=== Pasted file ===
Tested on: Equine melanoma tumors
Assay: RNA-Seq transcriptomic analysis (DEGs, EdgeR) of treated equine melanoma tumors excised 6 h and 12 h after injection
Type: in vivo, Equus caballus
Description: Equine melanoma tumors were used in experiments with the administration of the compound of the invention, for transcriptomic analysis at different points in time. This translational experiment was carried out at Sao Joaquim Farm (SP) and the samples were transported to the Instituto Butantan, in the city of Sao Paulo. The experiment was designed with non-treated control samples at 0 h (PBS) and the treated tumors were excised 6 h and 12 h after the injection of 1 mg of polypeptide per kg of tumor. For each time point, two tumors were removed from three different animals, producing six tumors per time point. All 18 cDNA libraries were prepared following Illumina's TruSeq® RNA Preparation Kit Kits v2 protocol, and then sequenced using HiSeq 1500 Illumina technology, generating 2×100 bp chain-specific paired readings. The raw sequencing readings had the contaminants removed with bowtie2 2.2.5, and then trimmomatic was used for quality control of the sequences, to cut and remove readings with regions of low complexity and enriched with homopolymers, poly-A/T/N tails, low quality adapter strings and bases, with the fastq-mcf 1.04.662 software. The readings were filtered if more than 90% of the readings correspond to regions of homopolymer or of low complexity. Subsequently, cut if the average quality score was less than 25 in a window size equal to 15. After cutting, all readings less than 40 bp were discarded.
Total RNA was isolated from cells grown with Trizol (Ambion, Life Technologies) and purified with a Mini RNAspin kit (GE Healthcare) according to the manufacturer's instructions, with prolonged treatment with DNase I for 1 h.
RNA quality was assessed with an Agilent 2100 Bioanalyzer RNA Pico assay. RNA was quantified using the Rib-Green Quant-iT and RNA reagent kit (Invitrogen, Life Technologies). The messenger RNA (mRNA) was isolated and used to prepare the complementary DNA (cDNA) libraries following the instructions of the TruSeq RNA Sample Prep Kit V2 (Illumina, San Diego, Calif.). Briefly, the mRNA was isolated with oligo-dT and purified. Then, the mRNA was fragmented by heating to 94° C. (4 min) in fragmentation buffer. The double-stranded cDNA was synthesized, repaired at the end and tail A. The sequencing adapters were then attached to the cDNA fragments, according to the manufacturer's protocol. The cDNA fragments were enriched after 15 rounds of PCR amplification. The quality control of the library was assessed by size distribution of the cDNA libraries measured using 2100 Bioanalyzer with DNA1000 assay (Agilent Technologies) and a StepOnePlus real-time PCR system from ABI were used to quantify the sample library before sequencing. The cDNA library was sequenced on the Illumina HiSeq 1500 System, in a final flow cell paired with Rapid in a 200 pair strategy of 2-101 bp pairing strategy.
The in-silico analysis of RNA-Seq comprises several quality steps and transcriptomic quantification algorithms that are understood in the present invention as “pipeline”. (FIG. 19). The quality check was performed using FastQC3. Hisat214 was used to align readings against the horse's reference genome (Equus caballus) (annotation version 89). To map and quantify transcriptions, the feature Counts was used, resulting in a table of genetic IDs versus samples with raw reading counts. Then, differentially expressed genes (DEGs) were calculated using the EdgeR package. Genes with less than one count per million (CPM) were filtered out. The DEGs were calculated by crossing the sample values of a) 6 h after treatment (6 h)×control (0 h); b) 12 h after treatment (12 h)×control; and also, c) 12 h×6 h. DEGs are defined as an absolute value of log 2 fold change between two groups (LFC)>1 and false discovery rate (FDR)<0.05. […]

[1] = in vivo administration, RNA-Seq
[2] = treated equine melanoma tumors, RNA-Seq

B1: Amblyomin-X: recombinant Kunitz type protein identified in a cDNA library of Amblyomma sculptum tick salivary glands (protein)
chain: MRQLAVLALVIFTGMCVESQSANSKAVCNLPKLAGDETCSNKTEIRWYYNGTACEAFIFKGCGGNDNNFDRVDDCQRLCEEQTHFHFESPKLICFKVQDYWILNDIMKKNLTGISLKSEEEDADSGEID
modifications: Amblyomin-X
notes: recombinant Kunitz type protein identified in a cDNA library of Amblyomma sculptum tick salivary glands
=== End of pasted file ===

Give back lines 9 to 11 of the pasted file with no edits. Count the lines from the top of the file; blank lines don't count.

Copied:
[2] = treated equine melanoma tumors, RNA-Seq

B1: Amblyomin-X: recombinant Kunitz type protein identified in a cDNA library of Amblyomma sculptum tick salivary glands (protein)
chain: MRQLAVLALVIFTGMCVESQSANSKAVCNLPKLAGDETCSNKTEIRWYYNGTACEAFIFKGCGGNDNNFDRVDDCQRLCEEQTHFHFESPKLICFKVQDYWILNDIMKKNLTGISLKSEEEDADSGEID